Any information — good or bad — posted to social media can be difficult to delete once it’s out there.
Here’s how to make sure your posts and comments aren’t hurting you professionally.
Social media is a big part of many people’s lives, and it can be a great tool to help build and maintain relationships, and for general self-expression. LinkedIn has 396 million users, Twitter has 307 million active users, and Facebook almost 1.5 billion active users, according to Statista.com.
However, social media can easily lend itself to blurring the line between users’ personal and professional lives. And any information — good or bad — posted to social media can be difficult to delete once it’s out there. Fortunately, there are steps you can take to become a more responsible social media user. Read on to find out how social media can hurt your career.
You broadcast your opinions
Your résumé reflects your professional and academic achievements, but very little about your character and personality. In contrast, your social media posts reflect your opinions, beliefs and personal information. In 2010, 78 percent of recruiters used LinkedIn to find candidates. That number rose to 95 percent this year, according to recruiter training website Social Talent.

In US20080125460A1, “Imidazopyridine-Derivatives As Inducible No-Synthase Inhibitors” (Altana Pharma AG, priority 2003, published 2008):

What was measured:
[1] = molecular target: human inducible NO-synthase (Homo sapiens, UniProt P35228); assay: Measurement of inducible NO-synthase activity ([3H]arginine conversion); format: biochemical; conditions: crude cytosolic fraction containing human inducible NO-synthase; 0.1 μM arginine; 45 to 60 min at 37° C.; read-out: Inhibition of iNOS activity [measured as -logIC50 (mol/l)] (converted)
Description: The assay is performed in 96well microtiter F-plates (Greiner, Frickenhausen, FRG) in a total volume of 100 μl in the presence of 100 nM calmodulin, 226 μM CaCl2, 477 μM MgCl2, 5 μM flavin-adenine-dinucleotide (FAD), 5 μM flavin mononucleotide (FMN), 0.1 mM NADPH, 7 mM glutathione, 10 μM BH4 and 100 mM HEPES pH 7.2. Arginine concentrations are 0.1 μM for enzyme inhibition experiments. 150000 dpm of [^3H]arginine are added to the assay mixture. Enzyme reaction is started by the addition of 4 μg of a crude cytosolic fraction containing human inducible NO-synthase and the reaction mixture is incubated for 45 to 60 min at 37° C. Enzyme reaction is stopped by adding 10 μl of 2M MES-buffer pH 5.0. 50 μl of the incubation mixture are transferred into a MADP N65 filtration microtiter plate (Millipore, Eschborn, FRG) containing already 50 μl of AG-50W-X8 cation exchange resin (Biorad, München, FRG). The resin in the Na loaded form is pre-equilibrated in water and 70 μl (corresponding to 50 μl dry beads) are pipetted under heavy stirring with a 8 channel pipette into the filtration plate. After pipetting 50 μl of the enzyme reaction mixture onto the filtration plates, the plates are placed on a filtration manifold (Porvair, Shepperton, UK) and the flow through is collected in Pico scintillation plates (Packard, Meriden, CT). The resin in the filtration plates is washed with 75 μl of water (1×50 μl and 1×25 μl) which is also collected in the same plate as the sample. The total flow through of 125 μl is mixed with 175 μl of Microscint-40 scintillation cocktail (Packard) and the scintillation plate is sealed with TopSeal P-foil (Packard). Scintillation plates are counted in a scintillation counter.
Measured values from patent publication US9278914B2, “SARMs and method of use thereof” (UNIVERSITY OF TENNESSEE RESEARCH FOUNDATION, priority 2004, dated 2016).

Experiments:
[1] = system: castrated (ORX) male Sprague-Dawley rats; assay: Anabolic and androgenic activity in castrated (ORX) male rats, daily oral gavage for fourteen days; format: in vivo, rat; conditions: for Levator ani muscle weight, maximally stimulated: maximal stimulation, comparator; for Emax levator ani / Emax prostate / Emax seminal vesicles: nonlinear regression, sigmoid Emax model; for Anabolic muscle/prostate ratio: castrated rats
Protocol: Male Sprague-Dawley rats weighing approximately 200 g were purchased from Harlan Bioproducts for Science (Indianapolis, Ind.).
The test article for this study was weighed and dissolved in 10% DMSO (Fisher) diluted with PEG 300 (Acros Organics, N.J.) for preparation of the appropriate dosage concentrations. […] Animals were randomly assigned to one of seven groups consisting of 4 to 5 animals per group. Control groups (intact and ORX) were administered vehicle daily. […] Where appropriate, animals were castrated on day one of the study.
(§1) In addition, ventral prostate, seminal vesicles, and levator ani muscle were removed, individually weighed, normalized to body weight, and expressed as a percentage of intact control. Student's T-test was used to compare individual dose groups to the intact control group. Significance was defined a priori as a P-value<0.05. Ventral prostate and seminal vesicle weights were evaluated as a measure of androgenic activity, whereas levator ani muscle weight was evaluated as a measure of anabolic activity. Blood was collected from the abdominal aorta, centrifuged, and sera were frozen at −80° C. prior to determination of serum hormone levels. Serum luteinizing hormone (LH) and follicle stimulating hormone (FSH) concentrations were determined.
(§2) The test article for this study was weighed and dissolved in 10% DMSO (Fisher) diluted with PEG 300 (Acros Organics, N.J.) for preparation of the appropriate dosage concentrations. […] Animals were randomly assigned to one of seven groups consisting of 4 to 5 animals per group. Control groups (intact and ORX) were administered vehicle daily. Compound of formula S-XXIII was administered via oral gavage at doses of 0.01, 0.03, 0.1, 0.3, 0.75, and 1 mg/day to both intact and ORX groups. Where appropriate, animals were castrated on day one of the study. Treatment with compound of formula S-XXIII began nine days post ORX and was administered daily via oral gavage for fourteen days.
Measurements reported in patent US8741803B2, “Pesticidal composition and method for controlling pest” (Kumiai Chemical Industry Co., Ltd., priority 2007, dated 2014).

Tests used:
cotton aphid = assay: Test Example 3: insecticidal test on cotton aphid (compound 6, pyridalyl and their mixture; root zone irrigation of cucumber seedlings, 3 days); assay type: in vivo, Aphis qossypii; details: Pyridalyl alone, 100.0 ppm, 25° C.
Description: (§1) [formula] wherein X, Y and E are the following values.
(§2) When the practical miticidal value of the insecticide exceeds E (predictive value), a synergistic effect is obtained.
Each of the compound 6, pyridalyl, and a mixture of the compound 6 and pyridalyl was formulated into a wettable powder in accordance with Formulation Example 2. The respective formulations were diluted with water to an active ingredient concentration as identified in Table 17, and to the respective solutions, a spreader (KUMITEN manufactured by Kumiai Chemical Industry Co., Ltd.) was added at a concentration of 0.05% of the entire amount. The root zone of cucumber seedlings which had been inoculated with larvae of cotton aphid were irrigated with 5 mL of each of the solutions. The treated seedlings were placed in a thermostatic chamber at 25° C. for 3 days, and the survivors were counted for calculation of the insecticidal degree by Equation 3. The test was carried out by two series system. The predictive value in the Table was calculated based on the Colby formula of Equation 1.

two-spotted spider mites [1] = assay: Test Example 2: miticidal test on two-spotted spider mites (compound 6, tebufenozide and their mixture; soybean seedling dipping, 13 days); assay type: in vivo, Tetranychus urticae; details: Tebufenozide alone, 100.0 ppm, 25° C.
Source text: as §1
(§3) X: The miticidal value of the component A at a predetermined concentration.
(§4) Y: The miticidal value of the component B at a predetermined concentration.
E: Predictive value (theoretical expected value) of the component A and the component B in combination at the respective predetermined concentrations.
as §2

There are data mining companies that collect information to create a report about you that can be sold to companies. Recruiters have also been using “people aggregators,” which are sophisticated tools that build profiles of candidates based on their postings on and across a multitude of social networking sites — such as Facebook, GitHub, Google Plus, LinkedIn, Pinterest and Stack Overflow, according to EREmedia. This might work in your favor, or not.
“It’s subjective, of course … I’d say the simplest way social media can be damaging is if a candidate appears unlikable,” says Donna Talarico, a communications expert. “Likability is so crucial. If someone posts a well-formed thought about a hot-button issue, it might not appear negative. But if someone rants constantly, that could make the person appear negative and combative.”
Any company can buy data that reveals your likes, dislikes, opinions, religious views, sexual orientation, activities, lifestyle and behavior. Monitor your social media sites constantly and think twice before you post.